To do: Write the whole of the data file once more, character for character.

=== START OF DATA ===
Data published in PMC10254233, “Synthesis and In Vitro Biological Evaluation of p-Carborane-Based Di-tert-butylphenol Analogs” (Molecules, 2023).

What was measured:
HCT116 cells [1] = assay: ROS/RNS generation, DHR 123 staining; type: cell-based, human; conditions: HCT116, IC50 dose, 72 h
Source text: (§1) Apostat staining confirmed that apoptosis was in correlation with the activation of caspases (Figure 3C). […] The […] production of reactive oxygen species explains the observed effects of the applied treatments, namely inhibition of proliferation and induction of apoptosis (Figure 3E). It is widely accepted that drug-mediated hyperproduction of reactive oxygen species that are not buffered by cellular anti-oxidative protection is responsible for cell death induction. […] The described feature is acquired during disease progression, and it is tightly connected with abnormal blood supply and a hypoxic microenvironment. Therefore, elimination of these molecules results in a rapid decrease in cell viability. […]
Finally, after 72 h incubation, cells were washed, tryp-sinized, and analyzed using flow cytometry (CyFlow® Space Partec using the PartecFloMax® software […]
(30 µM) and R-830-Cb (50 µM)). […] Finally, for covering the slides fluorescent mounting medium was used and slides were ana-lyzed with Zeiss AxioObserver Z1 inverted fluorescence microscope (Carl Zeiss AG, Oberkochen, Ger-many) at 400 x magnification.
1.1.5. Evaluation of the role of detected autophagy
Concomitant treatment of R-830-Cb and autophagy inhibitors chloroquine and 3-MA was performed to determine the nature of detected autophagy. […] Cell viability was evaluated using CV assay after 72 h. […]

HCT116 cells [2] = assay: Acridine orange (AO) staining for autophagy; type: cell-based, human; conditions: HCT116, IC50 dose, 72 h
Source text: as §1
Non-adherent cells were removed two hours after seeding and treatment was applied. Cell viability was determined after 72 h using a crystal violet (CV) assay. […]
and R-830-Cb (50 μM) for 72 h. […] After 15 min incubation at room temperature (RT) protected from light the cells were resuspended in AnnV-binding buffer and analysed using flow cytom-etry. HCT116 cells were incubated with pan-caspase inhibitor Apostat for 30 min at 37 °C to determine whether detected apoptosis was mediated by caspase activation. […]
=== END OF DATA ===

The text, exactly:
Data published in PMC10254233, “Synthesis and In Vitro Biological Evaluation of p-Carborane-Based Di-tert-butylphenol Analogs” (Molecules, 2023).

What was measured:
HCT116 cells [1] = assay: ROS/RNS generation, DHR 123 staining; type: cell-based, human; conditions: HCT116, IC50 dose, 72 h
Source text: (§1) Apostat staining confirmed that apoptosis was in correlation with the activation of caspases (Figure 3C). […] The […] production of reactive oxygen species explains the observed effects of the applied treatments, namely inhibition of proliferation and induction of apoptosis (Figure 3E). It is widely accepted that drug-mediated hyperproduction of reactive oxygen species that are not buffered by cellular anti-oxidative protection is responsible for cell death induction. […] The described feature is acquired during disease progression, and it is tightly connected with abnormal blood supply and a hypoxic microenvironment. Therefore, elimination of these molecules results in a rapid decrease in cell viability. […]
Finally, after 72 h incubation, cells were washed, tryp-sinized, and analyzed using flow cytometry (CyFlow® Space Partec using the PartecFloMax® software […]
(30 µM) and R-830-Cb (50 µM)). […] Finally, for covering the slides fluorescent mounting medium was used and slides were ana-lyzed with Zeiss AxioObserver Z1 inverted fluorescence microscope (Carl Zeiss AG, Oberkochen, Ger-many) at 400 x magnification.
1.1.5. Evaluation of the role of detected autophagy
Concomitant treatment of R-830-Cb and autophagy inhibitors chloroquine and 3-MA was performed to determine the nature of detected autophagy. […] Cell viability was evaluated using CV assay after 72 h. […]

HCT116 cells [2] = assay: Acridine orange (AO) staining for autophagy; type: cell-based, human; conditions: HCT116, IC50 dose, 72 h
Source text: as §1
Non-adherent cells were removed two hours after seeding and treatment was applied. Cell viability was determined after 72 h using a crystal violet (CV) assay. […]
and R-830-Cb (50 μM) for 72 h. […] After 15 min incubation at room temperature (RT) protected from light the cells were resuspended in AnnV-binding buffer and analysed using flow cytom-etry. HCT116 cells were incubated with pan-caspase inhibitor Apostat for 30 min at 37 °C to determine whether detected apoptosis was mediated by caspase activation. […]